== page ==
In the story, A Rose for Emily, the townspeople gather around to mourn the death of Miss Emily Grierson. As they gather each person reminisce memories of the woman, whether they were good or bad. Emily Grierson was a settled young lady who lived with an over powering father and quiet servant. Emily was never allowed to date or fancy a man because her father would keep her captive and secluded from any relations. On the day of the father’s death, Emily could not let her father go; therefore she kept her father with her for three days, in denial that he had passed. Time went on and Miss Emily decided it was time for a change. Miss Emily crossed paths with a man by the name of Homer Barron. He was an upstate Yankee worker who was on a job nearby the Grierson home. The townspeople were disappointed because of the Grierson name. According to them, they believed that Emily would never fall for Barron. They were wrong. After a while of going out and having fun, Homer was never seen again. Miss Emily would be seen buying odd items for marriage which made the
townspeople believe they were getting married. On another day, Emily bought arsenic, and was never heard from again. The Grierson home began to look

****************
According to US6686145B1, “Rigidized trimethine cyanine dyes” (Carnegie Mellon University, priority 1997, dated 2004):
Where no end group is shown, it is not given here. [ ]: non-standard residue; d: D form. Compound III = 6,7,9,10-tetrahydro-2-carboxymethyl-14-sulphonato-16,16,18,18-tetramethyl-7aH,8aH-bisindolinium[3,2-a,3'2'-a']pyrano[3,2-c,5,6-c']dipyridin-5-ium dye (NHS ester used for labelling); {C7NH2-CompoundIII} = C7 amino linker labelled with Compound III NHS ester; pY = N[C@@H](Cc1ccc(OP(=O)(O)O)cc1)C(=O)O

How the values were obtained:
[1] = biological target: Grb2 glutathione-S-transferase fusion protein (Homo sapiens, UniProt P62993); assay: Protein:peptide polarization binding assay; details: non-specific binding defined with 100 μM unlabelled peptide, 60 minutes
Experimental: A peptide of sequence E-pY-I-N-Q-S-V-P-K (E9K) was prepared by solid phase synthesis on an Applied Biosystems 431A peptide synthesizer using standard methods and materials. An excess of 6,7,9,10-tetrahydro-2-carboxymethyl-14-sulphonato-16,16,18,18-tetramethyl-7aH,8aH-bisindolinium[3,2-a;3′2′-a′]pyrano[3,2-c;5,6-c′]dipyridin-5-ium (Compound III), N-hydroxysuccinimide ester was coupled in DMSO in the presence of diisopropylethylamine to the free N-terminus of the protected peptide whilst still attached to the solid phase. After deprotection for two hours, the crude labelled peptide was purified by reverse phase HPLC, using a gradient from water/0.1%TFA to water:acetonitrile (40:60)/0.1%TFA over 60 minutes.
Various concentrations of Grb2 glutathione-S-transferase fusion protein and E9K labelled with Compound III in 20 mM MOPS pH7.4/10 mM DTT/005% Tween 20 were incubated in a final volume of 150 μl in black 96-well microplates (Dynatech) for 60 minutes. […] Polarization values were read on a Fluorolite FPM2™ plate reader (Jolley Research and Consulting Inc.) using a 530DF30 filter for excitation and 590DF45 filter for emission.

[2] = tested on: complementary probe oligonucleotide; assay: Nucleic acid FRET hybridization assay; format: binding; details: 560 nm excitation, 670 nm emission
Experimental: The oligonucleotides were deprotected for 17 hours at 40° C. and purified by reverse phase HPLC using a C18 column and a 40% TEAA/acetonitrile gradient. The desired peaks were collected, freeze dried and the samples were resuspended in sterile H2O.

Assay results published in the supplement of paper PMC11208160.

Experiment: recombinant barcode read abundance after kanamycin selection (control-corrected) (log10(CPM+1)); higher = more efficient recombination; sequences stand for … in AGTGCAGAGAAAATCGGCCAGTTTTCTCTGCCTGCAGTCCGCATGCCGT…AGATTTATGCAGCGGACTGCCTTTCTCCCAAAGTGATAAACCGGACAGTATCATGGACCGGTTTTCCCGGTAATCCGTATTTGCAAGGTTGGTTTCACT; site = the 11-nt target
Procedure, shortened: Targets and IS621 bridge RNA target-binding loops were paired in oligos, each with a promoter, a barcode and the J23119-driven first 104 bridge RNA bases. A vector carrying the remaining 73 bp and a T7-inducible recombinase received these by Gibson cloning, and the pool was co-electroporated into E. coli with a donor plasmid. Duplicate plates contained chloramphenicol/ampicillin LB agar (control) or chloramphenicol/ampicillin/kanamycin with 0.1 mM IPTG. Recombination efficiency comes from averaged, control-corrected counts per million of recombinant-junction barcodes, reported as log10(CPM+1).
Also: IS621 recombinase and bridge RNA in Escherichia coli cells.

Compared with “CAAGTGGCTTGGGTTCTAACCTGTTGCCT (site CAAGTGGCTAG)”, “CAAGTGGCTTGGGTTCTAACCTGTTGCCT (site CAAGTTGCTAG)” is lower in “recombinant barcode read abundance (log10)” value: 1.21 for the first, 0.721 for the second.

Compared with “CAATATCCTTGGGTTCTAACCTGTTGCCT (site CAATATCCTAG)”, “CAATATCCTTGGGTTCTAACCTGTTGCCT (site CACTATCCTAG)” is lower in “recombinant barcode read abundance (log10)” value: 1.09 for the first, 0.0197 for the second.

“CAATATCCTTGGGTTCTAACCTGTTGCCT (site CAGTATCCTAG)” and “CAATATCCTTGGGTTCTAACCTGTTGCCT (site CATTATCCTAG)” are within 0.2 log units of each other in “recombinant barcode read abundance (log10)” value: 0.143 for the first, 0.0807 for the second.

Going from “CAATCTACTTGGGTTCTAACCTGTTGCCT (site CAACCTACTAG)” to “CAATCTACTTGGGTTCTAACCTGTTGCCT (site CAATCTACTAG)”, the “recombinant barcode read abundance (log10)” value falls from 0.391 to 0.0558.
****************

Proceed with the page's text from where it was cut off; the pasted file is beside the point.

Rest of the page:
dusty and unsanitary throughout years. On the day...
... middle of paper ...
...e subliminal text, giving the short story a better understanding through the literary technique.
Faulkner, William. “A Rose for Emily.” Heritage of American Literature. Ed. James E. Miller. Vol 2, Austin: Hacourt Brace Jovanovich, 1991. 1215. Print.
Madison Cavell Editors. “The Role of the Towns-People in Faulkner’s ‘A Rose for Emily’.” Madison Cavell Word Press. N. p., 15 Oct 2012. Web. 17 Mar 2014.
Shmoop Editorial Team.“The House in ‘A Rose for Emily’.”Shmoop. Shmoop University, Inc., 11 Nov 2008. Web. 17 Mar 2014.
Shmoop Editors. “Homer Barron.” Shmoop.Shmoop University, Inc., n. d. Web. 17 Mar 2014.
Study Mode Editors. “Symbols in ‘A Rose for Emily’.”Study Mode. Study Mode, Inc. 1 Nov 2012. 17 Mar 2014.
Sparknotes Editors.“’A Rose for Emily’ Themes, Motifs, and Symbols.” Sparknotes.Sparknotes, Inc., n. d. Web. 17 Mar 2014.
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